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Where Our Food Comes From: Retracing Nikolay Vavilov's Quest to End Famine Hardcover – September 12, 2008
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Top Customer Reviews
The author, Gary Paul Nabhan an ethnobotanist and nutritional ecologist, retraces some of the collection trips made by Vavilov to assess the current conditions of those areas to see if they are still practicing their local forms of agriculture, utilizing their native crops and if the natural ecosystems that harbor the wild ancestors of the crop species are still intact. Over and over, the author stresses the need to preserve these areas as sources for genetic diversity which might be needed to develop new cultivated varieties. He also stresses how the indigenous people need to be encouraged to continue their traditional forms of agriculture as means of preserving their culture, so they can continue to be stewards of the local biodiversity and as a means to protect their food supply.Read more ›
Reviewed by Rafael J. Routson, Department of Geography and Regional Development, University of Arizona, Tucson, AZ.
In the Foodsteps of Giants:
In his latest scientific and cultural pursuit, Where Our Food Comes From, Dr. Gary Paul Nabhan tracks the footsteps of Russian seed scientist Nikolay Vavilov across five continents, tracing the centers of diversity of domesticated food crops. These two scientists, whose work reaches into three centuries, embarked upon their quests in the context of a critical race, for Vavilov a pursuit against famine in his own country and then the snarls of the communist government, and for Dr. Nabhan a race against the irreversible loss of the world's genetic food crop diversity. The stories of each scientist, spaced fifty to seventy years apart in their journeys provide a multi-tiered study of past and current tapestries of seeds, fruits, roots, and tubers, as well as the farms, farmers, seed collectors, and seed protectors in Europe, Asia, Africa, and North and South America. This book emerges at a pivotal time in agricultural history, as economic and political factors severely threaten the future of food diversity and food security around the globe. In the times of Nikolay Vavilov, nation-wide famines propelled the young scientist to seek strains of crops from around the world to locate genes resistant to pests, disease, and unpredictable weather conditions. Dr.Read more ›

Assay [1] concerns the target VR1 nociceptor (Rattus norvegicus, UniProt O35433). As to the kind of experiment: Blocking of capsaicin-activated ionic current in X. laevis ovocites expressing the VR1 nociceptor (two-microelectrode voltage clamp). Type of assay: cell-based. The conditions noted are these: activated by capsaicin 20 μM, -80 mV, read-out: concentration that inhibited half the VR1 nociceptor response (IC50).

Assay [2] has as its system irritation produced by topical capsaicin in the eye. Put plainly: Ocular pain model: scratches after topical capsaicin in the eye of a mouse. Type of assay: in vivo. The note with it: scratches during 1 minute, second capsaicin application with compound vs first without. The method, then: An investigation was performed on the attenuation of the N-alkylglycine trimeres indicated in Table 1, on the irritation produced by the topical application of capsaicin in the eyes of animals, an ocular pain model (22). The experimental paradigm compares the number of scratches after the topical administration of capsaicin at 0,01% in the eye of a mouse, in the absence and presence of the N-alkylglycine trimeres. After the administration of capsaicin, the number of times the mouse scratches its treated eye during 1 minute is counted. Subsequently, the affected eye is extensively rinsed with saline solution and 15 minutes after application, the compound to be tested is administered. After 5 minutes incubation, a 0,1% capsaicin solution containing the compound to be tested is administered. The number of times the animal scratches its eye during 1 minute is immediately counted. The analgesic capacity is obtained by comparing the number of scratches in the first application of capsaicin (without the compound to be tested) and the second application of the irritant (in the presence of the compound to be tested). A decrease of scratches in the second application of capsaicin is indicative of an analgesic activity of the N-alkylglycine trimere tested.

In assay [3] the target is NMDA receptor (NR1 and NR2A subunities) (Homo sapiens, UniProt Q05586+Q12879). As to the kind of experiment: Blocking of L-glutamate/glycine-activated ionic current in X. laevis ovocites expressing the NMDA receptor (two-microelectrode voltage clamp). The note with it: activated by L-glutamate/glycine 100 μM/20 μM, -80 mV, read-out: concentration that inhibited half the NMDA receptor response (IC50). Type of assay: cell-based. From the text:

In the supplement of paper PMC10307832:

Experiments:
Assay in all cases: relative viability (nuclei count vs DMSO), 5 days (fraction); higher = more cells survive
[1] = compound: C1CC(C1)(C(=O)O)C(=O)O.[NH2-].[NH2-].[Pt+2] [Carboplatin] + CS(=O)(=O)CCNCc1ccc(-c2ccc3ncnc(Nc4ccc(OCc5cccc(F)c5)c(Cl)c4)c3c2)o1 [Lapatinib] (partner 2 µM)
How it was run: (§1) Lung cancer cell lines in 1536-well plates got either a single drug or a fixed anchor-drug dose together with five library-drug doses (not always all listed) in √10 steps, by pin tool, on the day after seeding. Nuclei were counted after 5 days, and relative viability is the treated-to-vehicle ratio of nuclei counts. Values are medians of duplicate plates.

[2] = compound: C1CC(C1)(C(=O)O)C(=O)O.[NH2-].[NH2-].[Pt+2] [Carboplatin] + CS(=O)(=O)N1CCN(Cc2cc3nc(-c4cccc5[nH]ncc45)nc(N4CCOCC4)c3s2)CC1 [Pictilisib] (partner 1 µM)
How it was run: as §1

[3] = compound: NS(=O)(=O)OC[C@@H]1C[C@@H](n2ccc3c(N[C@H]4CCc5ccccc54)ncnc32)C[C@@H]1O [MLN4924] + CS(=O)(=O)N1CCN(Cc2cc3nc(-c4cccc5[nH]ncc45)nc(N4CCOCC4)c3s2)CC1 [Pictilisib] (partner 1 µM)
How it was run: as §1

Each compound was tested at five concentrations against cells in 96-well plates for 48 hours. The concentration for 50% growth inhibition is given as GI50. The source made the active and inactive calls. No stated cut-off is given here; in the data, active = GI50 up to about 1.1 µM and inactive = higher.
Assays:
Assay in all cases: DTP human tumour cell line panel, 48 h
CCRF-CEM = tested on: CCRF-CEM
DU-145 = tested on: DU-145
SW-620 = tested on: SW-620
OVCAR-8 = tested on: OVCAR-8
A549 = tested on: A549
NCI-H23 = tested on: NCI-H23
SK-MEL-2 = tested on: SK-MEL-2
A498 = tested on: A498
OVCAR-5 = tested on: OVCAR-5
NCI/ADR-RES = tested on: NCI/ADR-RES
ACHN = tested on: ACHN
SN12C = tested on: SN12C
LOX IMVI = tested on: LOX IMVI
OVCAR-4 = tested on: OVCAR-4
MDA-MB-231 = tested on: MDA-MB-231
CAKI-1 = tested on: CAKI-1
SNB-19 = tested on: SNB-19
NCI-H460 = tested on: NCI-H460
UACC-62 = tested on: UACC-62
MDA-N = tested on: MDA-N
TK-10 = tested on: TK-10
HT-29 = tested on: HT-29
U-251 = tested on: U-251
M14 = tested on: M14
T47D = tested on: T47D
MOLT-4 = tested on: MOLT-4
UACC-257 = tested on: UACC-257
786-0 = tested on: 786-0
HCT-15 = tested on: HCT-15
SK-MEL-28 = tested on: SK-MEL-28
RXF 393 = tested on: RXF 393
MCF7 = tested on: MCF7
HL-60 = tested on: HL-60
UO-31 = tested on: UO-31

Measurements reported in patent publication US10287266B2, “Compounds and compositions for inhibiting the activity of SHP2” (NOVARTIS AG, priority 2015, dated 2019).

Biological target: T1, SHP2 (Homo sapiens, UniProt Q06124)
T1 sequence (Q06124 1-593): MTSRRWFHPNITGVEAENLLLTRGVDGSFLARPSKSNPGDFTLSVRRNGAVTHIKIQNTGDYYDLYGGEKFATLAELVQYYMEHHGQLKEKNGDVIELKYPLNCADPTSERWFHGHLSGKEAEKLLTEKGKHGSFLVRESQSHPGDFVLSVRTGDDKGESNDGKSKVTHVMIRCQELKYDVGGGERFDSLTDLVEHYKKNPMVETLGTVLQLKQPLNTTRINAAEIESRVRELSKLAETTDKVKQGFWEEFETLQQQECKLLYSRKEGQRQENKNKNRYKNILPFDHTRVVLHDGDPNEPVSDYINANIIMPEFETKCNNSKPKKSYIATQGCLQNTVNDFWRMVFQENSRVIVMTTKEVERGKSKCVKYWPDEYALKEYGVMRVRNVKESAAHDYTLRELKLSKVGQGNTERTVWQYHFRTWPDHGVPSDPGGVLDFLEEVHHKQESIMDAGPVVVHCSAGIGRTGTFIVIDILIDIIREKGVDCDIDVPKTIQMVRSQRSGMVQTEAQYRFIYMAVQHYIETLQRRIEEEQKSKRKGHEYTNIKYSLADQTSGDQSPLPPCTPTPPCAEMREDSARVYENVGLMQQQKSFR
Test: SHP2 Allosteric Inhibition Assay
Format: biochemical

Dr.Nabhan does an excellent job describing the importance of genetic diversity, and Vavilov's journeys to verify it. As an American, the most important chapters were of Vavilov's research in North America. America is home to nigh-unlimited varieties of potatoes, corn, sunflowers, beans, tomatoes, squash.
Also contains an interesting narrative about Guayule, a desert shrub that is a source of latex for rubber. The facts defy anything an Austrian School economist could conceive of.
In the end Vavilov was made a scapegoat for the failings of Soviet Policies he had nothing to do with. The Kulaks had been eliminated as a class, and Vavilov was eliminated as a source of continued progress for the scientific world.
Most Recent Customer Reviews
Vavilov was a botanist who travelled the world collecting seed and studying the methods of farmers before his incarceration by Stalin and death by starvation in 1943. Read morePublished 3 months ago by Kate Vane
I already wrote one a couple of days ago. Valuable book for it's history of food/seed conservation and for understanding what's at stake with all the troubles in the Fertile... Read morePublished 9 months ago by carmelinasma
Book would be interesting to readers involved in food, plant history, biodiversity, etc. May not be a fast read for the general reader.Published 14 months ago by Lynne K.
This book was maybe long and seemed boring to follow all the places that he went, but the facts remain how dangerously close the world could become with an end to our food supply... Read morePublished on October 19, 2013 by Eileen Abers
This historical detailed analysis of Vavilov's record of centers of biodiversity explains why his quest was / is central to the future of food. Read morePublished on July 24, 2013 by Carol Thompson
I've read several of Nabhan's books and this one did not disappoint. Along with being a critical look at Vavilov's work, it was a real education in the origins our our food.Published on February 24, 2013 by VDG
The description of this book is much, much more exciting than the actual book. There is a reason this book is hard to locate. Read morePublished on July 30, 2012 by Kndl Fan